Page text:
Tears as charity brings endometriosis message home to Claire

Date published: 31 March 2024

When a Rochdale teaching assistant learned an endometriosis event was being staged at her local bowling club, she cried – because she “never believed something like that would come to Norden.”

Claire Warburton, 44, had endured severe abdominal pain, seizures and even a mini stroke because medics struggled to diagnose the condition, which blights the lives of one in ten women of childbearing age.

She also admits to “dark thoughts” and has even had the breast cancer she fought, attributed to medication she took.

Speaking to charity Endometriosis Awareness North, self-confessed “fighter” Claire revealed that until she reached her 40’s, she had never even heard of the condition that had so disrupted her life.

“We are so humbled that Claire has come forward to share her experiences of endometriosis,” said Endometriosis Awareness North founder, Dr Anita Sharma, “whilst the long wait for diagnosis, the depression she suffered and the way she was so often disbelieved were familiar, her stroke complications and the fact that she has had treatment in her 40s was fairly new to us.”

Claire recently had serious surgery to remove the adhesions to organs that are typical of endometriosis. Her symptoms actually began in her teens and at one stage her menstrual bleeding was so severe she used 29 tampons per day. After a final misdiagnosis that her condition was the early stages of the menopause, her treatment came courtesy of one of Endometriosis Awareness North’s founding members Gaity Ahmad, a Consultant Gynaecologist and Obstetrician with a special interest in pelvic pain and endometriosis.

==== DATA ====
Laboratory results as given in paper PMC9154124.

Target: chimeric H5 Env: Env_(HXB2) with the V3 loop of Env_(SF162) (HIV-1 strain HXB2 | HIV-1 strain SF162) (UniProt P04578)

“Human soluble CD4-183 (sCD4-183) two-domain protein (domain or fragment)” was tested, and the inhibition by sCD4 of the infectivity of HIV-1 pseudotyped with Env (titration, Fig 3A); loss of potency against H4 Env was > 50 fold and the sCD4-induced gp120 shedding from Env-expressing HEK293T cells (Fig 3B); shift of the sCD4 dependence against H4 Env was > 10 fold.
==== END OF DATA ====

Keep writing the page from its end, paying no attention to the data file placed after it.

Claire said: “All of my life I have heard it just described as a bad period and a normal part of life, but it was my GP Dr Dench and then Ms Ahmad who listened to me.

“I was even told that once I had my daughter Katie at 21, my symptoms would get better – and that was a lie! Thank goodness I have had the support of my headteacher and a few others. They have made the difference.”

Held in the presence of Rochdale’s Mayor Councillor Mike Holly, the coffee morning at Norden Bowling Club gave so-called “Endo Warriors” and their families the opportunity to discuss somehow living through a condition which one described as: “Like cancer. It eats away at your body but because you cannot die of it, nobody wants to know.”

Claire’s mum Yvonne concluded: “Endometriosis has stopped her from doing so much, social events, and just everyday things. It also changed her as a person. This is a real condition and people like Claire should not be ignored and simply told, 'we know you are poorly, get on with it'.”

If you would like to no more about endometriosis, its symptoms and where you can find treatment and support, visit www.endometriosisawarenessnorth.com

Do you have a story for us?

Let us know by emailing news@rochdaleonline.co.uk
All contact will be treated in confidence.

To contact the Rochdale Online news desk, email news@rochdaleonline.co.uk or visit our news submission page.

To get the latest news on your desktop or mobile, follow Rochdale Online on Twitter and Facebook.

While you are here...

...we have a small favour to ask; would you support Rochdale Online and join other residents making a contribution, from just £3 per month?

Rochdale Online offers completely independent local journalism with free access. If you enjoy the independent news and other free services we offer (event listings and free community websites for example), please consider supporting us financially and help Rochdale Online to continue to provide local engaging content for years to come. Thank you.

Support Rochdale Online